Suppose you were falling feet first toward a black hole. As you got closer, your feet would feel a stronger force than your head, for example. These differences in forces are called tidal forces. Because of the tidal forces it would feel as if you are being stretched head to toe, while your sides would feel like they are being pushed inward. Eventually the tidal forces would become so strong that they would rip you apart. This effect of tidal stretching is sometimes referred to as spaghettification.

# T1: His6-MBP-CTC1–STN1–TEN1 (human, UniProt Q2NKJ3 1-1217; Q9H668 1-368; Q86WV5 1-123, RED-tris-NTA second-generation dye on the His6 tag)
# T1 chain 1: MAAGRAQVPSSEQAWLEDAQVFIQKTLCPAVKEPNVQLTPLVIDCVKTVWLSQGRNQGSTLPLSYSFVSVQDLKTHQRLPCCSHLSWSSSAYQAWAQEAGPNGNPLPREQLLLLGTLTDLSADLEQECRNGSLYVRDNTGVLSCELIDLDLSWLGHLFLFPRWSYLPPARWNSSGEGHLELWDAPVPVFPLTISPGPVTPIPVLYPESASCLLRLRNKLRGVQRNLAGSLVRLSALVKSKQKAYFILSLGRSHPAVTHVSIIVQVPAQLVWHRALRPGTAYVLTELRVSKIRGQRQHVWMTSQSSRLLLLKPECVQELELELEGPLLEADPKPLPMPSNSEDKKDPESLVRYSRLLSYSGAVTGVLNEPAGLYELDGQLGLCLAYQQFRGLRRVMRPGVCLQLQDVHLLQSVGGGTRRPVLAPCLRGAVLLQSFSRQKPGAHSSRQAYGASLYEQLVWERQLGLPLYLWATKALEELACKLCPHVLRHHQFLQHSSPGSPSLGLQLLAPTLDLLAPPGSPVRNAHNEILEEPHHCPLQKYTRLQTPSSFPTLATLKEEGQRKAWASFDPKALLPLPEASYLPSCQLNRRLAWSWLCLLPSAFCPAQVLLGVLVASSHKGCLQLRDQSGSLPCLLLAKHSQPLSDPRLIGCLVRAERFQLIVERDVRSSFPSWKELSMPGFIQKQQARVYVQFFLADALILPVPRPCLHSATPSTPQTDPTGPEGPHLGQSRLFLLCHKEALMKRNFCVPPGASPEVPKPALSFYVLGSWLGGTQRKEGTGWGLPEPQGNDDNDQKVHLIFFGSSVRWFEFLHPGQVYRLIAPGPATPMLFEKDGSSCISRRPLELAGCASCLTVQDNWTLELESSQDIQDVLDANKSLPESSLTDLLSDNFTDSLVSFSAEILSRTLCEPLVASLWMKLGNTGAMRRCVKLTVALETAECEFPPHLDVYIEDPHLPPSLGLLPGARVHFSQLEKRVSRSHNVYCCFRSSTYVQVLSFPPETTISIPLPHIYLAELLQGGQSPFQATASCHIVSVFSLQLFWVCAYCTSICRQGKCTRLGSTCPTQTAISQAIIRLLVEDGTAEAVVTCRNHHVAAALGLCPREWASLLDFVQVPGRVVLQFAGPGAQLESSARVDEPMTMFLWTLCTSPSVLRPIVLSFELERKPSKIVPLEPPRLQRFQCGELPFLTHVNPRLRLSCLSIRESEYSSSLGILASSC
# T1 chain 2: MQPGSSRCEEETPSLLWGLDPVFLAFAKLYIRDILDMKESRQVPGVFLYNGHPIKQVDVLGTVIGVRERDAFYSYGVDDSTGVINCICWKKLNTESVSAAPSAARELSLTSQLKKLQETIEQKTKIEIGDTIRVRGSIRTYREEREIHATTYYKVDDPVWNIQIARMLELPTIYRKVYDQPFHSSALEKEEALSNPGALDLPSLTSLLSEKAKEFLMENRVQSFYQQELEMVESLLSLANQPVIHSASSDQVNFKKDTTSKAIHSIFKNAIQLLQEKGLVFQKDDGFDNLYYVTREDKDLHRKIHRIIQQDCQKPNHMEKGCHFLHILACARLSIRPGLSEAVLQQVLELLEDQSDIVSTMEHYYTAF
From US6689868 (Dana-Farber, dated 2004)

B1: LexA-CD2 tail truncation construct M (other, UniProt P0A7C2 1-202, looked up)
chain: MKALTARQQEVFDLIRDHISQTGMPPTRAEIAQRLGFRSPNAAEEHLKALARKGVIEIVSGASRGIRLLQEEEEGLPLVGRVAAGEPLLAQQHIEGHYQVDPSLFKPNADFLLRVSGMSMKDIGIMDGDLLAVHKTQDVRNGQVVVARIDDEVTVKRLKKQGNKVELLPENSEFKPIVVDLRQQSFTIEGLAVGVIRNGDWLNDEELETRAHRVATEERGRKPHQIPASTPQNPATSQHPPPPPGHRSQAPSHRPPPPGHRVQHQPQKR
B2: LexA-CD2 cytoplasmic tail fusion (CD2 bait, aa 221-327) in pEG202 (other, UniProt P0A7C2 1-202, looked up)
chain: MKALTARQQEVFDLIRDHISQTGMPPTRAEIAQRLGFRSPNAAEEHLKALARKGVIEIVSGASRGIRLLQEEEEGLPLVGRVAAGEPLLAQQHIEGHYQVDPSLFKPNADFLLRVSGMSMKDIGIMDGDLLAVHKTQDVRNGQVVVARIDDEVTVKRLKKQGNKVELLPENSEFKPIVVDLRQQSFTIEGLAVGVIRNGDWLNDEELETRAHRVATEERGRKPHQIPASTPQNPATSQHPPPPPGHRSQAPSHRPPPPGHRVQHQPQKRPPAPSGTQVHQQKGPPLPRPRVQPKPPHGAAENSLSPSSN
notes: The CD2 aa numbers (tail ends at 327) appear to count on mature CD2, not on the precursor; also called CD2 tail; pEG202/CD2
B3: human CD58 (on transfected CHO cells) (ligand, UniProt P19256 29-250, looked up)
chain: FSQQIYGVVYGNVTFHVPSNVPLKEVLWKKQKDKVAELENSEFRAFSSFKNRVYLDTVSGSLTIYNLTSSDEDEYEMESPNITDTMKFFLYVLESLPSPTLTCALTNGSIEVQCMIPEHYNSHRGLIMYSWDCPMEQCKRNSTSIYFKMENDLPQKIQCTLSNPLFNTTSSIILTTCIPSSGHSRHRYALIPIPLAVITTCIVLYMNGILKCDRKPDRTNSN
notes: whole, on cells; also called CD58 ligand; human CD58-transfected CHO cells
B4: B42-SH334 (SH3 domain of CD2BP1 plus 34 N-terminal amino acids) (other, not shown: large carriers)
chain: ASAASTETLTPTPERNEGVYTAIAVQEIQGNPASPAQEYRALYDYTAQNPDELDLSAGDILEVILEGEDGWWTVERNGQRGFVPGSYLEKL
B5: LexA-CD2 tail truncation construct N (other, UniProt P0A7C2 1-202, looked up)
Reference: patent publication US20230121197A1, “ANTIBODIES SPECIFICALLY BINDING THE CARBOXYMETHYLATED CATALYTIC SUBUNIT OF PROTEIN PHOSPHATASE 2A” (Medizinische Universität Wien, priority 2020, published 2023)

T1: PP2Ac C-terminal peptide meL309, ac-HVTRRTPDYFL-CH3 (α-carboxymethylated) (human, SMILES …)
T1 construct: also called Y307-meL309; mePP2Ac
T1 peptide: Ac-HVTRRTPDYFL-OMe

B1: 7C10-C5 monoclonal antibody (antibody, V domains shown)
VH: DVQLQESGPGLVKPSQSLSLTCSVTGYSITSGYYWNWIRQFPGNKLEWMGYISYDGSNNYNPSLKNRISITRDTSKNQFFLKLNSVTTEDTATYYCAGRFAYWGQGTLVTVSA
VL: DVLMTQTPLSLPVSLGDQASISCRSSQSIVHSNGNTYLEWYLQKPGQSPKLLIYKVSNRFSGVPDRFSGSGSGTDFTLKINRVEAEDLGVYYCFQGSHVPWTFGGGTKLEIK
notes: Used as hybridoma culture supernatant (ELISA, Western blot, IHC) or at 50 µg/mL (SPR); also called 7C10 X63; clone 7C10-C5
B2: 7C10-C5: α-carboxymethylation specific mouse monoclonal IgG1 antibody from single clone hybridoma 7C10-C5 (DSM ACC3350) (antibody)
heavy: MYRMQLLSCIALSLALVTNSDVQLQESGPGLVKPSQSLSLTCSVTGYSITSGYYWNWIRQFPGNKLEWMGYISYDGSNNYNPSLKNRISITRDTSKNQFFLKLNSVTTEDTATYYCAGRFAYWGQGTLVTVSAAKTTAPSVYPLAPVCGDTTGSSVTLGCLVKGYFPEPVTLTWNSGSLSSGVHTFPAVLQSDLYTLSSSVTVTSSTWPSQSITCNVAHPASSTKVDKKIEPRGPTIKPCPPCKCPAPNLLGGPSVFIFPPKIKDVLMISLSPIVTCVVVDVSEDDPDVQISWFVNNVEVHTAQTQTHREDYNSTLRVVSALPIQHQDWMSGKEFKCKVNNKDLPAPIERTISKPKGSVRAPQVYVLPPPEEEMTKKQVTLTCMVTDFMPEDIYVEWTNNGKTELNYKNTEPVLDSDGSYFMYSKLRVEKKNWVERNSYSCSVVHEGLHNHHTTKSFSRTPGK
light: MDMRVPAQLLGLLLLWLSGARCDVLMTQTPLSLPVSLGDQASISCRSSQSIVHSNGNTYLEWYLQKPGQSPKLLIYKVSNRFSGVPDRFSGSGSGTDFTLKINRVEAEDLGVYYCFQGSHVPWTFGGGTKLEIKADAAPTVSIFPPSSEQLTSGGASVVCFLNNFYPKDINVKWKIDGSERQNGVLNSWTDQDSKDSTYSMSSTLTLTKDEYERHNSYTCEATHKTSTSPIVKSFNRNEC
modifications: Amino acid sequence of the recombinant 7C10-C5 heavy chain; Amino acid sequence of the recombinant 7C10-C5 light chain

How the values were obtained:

A friend watching you fall toward a black hole would never see you reach the black hole. As you fall towards it, gravity would cause any light coming from you to be redshifted. So as you approached the black hole you would appear more and more reddish, and your image would appear dimmer and dimmer. Your friend would see you redden and dim as you approach, but never quite reach, the event horizon of the black hole. If they could still see you past this point, there would be additional red from the inside of you clouding up the view.
- The larger the black hole, the weaker the tidal forces near its event horizon. So if you happened to be near a supermassive black hole, you could cross the event horizon without really noticing.